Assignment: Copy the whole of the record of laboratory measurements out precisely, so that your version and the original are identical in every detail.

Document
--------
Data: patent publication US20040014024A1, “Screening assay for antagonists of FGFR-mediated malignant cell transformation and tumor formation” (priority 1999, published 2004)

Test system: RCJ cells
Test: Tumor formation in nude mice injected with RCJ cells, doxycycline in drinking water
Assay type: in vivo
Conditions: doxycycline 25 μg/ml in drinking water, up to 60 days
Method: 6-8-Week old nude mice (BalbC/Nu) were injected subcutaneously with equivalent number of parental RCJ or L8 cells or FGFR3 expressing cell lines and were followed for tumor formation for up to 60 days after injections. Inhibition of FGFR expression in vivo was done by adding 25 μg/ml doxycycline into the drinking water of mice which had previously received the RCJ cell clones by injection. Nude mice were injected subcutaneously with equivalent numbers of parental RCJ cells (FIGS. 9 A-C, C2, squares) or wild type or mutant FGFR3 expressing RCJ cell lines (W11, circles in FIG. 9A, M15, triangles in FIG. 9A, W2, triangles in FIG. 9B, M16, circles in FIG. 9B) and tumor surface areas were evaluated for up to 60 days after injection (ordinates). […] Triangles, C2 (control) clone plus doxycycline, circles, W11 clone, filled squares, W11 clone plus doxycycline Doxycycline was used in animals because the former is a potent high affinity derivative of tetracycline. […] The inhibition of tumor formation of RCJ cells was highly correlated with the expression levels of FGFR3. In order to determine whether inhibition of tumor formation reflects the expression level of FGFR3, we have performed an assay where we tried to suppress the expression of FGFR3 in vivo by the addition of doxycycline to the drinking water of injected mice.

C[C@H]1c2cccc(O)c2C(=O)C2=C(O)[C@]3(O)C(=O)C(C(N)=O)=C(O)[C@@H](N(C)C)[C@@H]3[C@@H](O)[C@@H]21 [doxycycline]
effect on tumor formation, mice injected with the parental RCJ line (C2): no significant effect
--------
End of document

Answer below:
Data: patent publication US20040014024A1, “Screening assay for antagonists of FGFR-mediated malignant cell transformation and tumor formation” (priority 1999, published 2004)

Test system: RCJ cells
Test: Tumor formation in nude mice injected with RCJ cells, doxycycline in drinking water
Assay type: in vivo
Conditions: doxycycline 25 μg/ml in drinking water, up to 60 days
Method: 6-8-Week old nude mice (BalbC/Nu) were injected subcutaneously with equivalent number of parental RCJ or L8 cells or FGFR3 expressing cell lines and were followed for tumor formation for up to 60 days after injections. Inhibition of FGFR expression in vivo was done by adding 25 μg/ml doxycycline into the drinking water of mice which had previously received the RCJ cell clones by injection. Nude mice were injected subcutaneously with equivalent numbers of parental RCJ cells (FIGS. 9 A-C, C2, squares) or wild type or mutant FGFR3 expressing RCJ cell lines (W11, circles in FIG. 9A, M15, triangles in FIG. 9A, W2, triangles in FIG. 9B, M16, circles in FIG. 9B) and tumor surface areas were evaluated for up to 60 days after injection (ordinates). […] Triangles, C2 (control) clone plus doxycycline, circles, W11 clone, filled squares, W11 clone plus doxycycline Doxycycline was used in animals because the former is a potent high affinity derivative of tetracycline. […] The inhibition of tumor formation of RCJ cells was highly correlated with the expression levels of FGFR3. In order to determine whether inhibition of tumor formation reflects the expression level of FGFR3, we have performed an assay where we tried to suppress the expression of FGFR3 in vivo by the addition of doxycycline to the drinking water of injected mice.

C[C@H]1c2cccc(O)c2C(=O)C2=C(O)[C@]3(O)C(=O)C(C(N)=O)=C(O)[C@@H](N(C)C)[C@@H]3[C@@H](O)[C@@H]21 [doxycycline]
effect on tumor formation, mice injected with the parental RCJ line (C2): no significant effect